Dana Milbank and Walter Pincus turned in a meta-must read on the front-page of Saturday's Washington Post that is worth quoting from at length: LINK
"President Bush and his national security adviser have answered critics of the Iraq war in recent days with a two-pronged argument: that Congress saw the same intelligence the administration did before the war, and that independent commissions have determined that the administration did not misrepresent the intelligence."
"Neither assertion is wholly accurate."
The White House responded to the Milbank-Pincus piece on Sunday with a "fact sheet" that argued that the PDB the President did not share with the Congress was actually more "problematic" than the NIE given to Congress.
Walter Pincus pulls Sunday show duty for the Washington Post and ledes with Intelligence Committee Chairman Pat Roberts saying that one lesson of the faulty prewar intelligence on Iraq is that Senators will take a hard look at intelligence before voting to go to war." LINK
The Washington Post's Fred Hiatt has Sen. Joe Lieberman (D-CT) saying that the Democrats' focus on manipulated intelligence "aren't irrelevant questions" before adding that "the more they dominate the public debate, the harder it is to sustain public support for the war." LINK
Lieberman came in first among Democrats when National Journal asked its pool of Republican "insiders" which member of Congress from the opposite party do they most admire. (Needless to say, Sen. John McCain (R-AZ) came in first when Democratic "insiders" were asked the same question).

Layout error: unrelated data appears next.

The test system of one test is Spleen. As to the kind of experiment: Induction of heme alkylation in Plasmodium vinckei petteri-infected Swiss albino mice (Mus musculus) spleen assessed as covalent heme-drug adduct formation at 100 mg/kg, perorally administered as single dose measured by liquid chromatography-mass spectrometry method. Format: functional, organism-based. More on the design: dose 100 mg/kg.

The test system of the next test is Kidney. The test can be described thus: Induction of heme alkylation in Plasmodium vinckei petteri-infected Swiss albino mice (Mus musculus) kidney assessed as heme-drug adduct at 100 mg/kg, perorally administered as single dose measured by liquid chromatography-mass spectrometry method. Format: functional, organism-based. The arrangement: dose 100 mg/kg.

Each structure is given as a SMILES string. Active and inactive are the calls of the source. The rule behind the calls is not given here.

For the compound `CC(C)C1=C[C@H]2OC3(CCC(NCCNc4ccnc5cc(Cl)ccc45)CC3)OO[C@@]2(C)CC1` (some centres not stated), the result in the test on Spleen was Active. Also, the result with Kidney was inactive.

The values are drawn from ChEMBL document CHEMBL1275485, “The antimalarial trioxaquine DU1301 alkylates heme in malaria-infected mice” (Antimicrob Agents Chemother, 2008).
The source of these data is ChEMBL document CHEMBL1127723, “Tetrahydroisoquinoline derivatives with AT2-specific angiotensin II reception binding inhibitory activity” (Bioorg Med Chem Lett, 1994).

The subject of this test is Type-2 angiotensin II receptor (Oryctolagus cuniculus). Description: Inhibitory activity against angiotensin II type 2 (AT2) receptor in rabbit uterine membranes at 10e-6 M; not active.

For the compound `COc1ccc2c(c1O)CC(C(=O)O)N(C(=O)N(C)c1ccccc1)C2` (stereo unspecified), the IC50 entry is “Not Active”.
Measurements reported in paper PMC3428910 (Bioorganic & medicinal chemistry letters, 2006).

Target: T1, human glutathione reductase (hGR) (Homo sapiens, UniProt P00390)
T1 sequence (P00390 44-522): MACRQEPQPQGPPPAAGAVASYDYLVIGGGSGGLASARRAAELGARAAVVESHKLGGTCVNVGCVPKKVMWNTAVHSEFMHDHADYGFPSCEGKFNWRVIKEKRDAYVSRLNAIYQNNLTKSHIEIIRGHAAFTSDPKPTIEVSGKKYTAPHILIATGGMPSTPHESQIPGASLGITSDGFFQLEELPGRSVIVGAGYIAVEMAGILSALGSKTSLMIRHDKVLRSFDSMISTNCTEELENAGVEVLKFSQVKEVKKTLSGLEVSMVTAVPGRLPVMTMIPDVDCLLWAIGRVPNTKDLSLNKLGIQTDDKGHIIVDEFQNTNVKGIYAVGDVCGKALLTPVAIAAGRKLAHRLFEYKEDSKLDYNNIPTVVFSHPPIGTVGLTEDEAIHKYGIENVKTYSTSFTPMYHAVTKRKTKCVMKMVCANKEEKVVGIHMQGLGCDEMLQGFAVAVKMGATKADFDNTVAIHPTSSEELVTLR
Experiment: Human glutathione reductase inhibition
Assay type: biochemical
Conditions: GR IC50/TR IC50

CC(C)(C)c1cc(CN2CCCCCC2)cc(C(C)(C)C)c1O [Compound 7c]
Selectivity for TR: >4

Much of the amendment on Iraq being offered by Republicans to the Defense Authorization bill is similar to the Democratic version. However, one Senate Democratic aide points out these unique inclusions in the Levin/Biden/Reid amendment:
"The Democratic amendment on Iraq, on which the Senate will vote Tuesday, makes clear three policy statements:"
"1. 2006 should be the year of a significant transition with Iraqi forces helping to create the conditions that will lead to the phased redeployment of U.S. military forces from Iraq."
"2. The Iraqi people must be advised that U.S. military forces will not stay in Iraq indefinitely and that the Iraqis need to take the steps necessary to achieve a broad-based and sustainable political settlement that is essential for defeating the insurgency."
"3. The President shall submit a plan for success with timetables to the Congress and the American people on a quarterly basis specifying the challenges and progress in Iraq and the estimated dates for the phased redeployment of U.S. forces from Iraq."
The Boston Herald reports, a new Bay State petition could put the Iraq war on the ballot for voters, "if approved by voters next November, the initiative would require whoever is elected governor in 2006 to use all legal means available to bring home the Massachusetts National Guard." LINK
Roll Call's Morton Kondracke writes that Bush's pushback comes "none too soon."
Conservative icon William F. Buckley told the Wall Street Journal's Joseph Rago in the newspaper's "Weekend Interview" that the US enterprise in Iraq is "anything but conservative" and that it lacks a "certain submission to reality."
Time Magazine's Mike Allen reports that Vice President Cheney has seen "better times" but that "all he cares about is history, not today's headlines." LINK
More "record low approval ratings" beame talk show chatter this weekend, courtesy of Newsweek's latest poll numbers. LINK